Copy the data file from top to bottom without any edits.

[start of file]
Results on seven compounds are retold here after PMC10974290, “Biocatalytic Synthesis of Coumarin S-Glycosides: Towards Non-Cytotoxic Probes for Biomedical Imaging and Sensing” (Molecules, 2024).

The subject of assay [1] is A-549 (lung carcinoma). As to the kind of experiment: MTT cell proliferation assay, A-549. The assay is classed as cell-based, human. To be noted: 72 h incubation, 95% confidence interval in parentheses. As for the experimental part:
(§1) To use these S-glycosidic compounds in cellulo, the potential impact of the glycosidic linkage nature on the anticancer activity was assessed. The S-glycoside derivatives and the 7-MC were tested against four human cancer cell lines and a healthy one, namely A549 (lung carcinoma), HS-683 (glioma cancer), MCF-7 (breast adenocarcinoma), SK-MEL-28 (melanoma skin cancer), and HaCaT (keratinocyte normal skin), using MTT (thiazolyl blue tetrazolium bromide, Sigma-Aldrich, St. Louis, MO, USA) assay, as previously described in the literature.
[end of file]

Results on seven compounds are retold here after PMC10974290, “Biocatalytic Synthesis of Coumarin S-Glycosides: Towards Non-Cytotoxic Probes for Biomedical Imaging and Sensing” (Molecules, 2024).

The subject of assay [1] is A-549 (lung carcinoma). As to the kind of experiment: MTT cell proliferation assay, A-549. The assay is classed as cell-based, human. To be noted: 72 h incubation, 95% confidence interval in parentheses. As for the experimental part:
(§1) To use these S-glycosidic compounds in cellulo, the potential impact of the glycosidic linkage nature on the anticancer activity was assessed. The S-glycoside derivatives and the 7-MC were tested against four human cancer cell lines and a healthy one, namely A549 (lung carcinoma), HS-683 (glioma cancer), MCF-7 (breast adenocarcinoma), SK-MEL-28 (melanoma skin cancer), and HaCaT (keratinocyte normal skin), using MTT (thiazolyl blue tetrazolium bromide, Sigma-Aldrich, St. Louis, MO, USA) assay, as previously described in the literature.